Adapting our food system to climate change is about more than just guacamole

click to enlarge Adapting our food system to climate change is about more than just guacamole
Young Kwak
Project Hope volunteer Sylina Alton, 16, harvests beets from a garden last September.

The people need their guacamole. Or so it seemed when the Internet exploded in rage and disbelief this week over a line in an otherwise mundane risk assessment sent to investors in Chipotle, the popular Mexican fast food chain. It concluded that climate change is affecting the price of some ingredients, like avocados and tomatoes, and Chipotle could be forced to cut out guacamole, at least temporarily.

Chris Arnold, communications manager at Chipotle, tried to deflect the resulting frenzy. “The sky is not falling,” he told reporters.

The sky may not be falling, but 2014 could be the year when global climatic shifts finally hit home for the drastically under-prepared U.S. population. After all, about half of the nation’s food is grown in the region of California most affected by the recent drought, fires and finally flooding this past week. Staples of the American diet like dairy, fruits, nuts and the vegetables that go on hamburgers will be adversely affected by this season. Looking at future seasons, which climate scientists predict will never be significantly less dry again, coupled with the lack of foresight built into industrial agriculture’s basic model, we can no longer deny the urgent need for adaptation and change.

Spokane has only one Chipotle location, but we do have dozens of community gardens, increasing access to farmers markets, small organic farms whose practices sequester carbon from the atmosphere, plans for a food forest from the permaculture community, and a whole lot of wild food spitting distance from downtown if you know where to look.

Second Harvest Food Bank sponsors the hugely successful Plant-A-Row program and Spokane Edible Tree Project is mapping trees and gleaning their fruit and nut bounty otherwise wasted in backyards and forgotten corners around the city. The WSU County Extension office has enjoyed steadily increasing demand for their classes on master gardening, food preservation and small farming in recent years. Empowering young people in West Central, Project Hope has grown from one urban farming lot in 2004 to a 2013 harvest of more than 2,000 pounds of fresh produce.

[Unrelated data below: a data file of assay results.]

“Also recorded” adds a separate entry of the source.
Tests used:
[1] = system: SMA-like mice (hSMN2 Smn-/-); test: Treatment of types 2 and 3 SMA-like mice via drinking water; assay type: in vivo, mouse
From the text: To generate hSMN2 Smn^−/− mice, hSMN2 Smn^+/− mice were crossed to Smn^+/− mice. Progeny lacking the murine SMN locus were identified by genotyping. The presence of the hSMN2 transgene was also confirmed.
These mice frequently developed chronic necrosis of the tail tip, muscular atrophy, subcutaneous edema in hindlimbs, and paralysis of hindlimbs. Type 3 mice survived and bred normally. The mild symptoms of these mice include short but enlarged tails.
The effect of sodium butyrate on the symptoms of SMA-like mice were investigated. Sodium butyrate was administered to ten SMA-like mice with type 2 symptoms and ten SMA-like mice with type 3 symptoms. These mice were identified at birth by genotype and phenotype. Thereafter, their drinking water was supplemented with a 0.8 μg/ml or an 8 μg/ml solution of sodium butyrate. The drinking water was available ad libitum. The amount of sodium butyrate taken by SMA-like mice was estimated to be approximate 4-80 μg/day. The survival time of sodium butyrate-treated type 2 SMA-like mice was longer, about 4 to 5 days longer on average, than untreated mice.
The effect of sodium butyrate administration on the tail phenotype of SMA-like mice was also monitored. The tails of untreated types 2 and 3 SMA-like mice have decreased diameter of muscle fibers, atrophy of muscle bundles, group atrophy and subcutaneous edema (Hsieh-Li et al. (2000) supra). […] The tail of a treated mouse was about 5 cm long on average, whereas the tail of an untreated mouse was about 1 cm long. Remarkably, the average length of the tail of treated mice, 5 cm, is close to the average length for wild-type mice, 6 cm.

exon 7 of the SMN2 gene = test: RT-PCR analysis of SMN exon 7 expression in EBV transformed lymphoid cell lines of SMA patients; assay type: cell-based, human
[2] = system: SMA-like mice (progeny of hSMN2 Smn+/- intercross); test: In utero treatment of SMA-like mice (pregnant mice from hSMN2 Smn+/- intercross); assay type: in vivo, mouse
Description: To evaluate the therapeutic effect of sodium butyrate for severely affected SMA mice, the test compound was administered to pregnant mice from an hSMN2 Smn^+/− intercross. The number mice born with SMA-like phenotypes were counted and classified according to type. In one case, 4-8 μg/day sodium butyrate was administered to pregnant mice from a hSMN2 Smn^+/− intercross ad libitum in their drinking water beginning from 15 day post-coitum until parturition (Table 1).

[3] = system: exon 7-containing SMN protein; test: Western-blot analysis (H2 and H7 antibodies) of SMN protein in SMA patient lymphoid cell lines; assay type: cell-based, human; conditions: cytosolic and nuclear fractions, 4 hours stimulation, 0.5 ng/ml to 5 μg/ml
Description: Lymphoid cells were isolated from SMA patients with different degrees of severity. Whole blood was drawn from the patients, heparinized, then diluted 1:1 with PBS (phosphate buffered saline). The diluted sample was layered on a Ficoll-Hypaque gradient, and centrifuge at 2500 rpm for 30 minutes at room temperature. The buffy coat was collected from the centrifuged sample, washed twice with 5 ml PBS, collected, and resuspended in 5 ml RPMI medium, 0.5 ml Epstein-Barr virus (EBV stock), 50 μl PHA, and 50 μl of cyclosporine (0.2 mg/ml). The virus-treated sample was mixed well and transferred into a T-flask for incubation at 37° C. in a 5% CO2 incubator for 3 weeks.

On Monday, March 24, the Spokane City Council is scheduled to vote on an urban agriculture ordinance that’s been modeled on similar laws in Seattle, Portland, Toronto and Cleveland, in hopes of lending structure and support to an expanding local food base in the city. Though the progress has moved at a pace frustrating for the food-growing set, the ordinance still represents a step in the right direction.

Council President Ben Stuckart kicked off the process in November 2012, and it has continued in a whirl of conversations, meetings, conferences and politics. Stuckart acknowledged that government is not a quick route to change.

“To me, it seems like it’s taken forever,” says Stuckart. “Everything just takes longer the larger a bureaucracy is… You have to make room for as many people to engage as possible, but at the same time there’s a lot of energy behind the status quo.” The public testimony in two weeks should be an interesting indicator of where Spokanites stand on issues of local food. I, for one, hope to hear more about the urgent and critical issues than about the various noises and odors created by the animals permitted in the ordinance.

Whether or not the legislation passes, more people in Spokane need to become directly involved in the production of the food we eat. We need to educate ourselves and our neighbors about creating holistic, self-sustaining systems for food that can adapt to a rapidly changing climate. Most of all, we need to reject the myths of our culture that keep Americans believing that ours is the only way, that industrial agriculture will feed the world, and that everything will be fine tomorrow if we just keep our heads down and press on.

The U.S. is the least food insecure country in the world, but one in five children still experience chronic hunger. At the same time up to 40 percent of all food produced never makes it to a consumer at all. It rots on pallets in warehouses, expires and gets thrown into a locked dumpster at the grocery store. In the food system, bottlenecks in distribution, reliance on transportation infrastructure with no long-term future, and quasi-religious belief in the ability of the market to manage everything create a perfect storm of big problems.

The glimmer of good news in this situation is that we have some degree of choice in the matter. We can choose to change our culture, to change the way we grow our food, to live as part of the planet rather than dominating and destroying it, and we can challenge the powerful myths that hinder our ability to think differently.

Stuckart described urban farming to me as “a peaceful revolution.” Let’s hope that’s true and continue a thoughtful dialogue on how food can be one of the most important parts of how we move into an uncertain future as individuals and as a city. Guacamole is just the beginning.

Taylor Weech is a Spokane writer and photographer. She hosts a weekly public affairs show, Praxis, on KYRS-FM.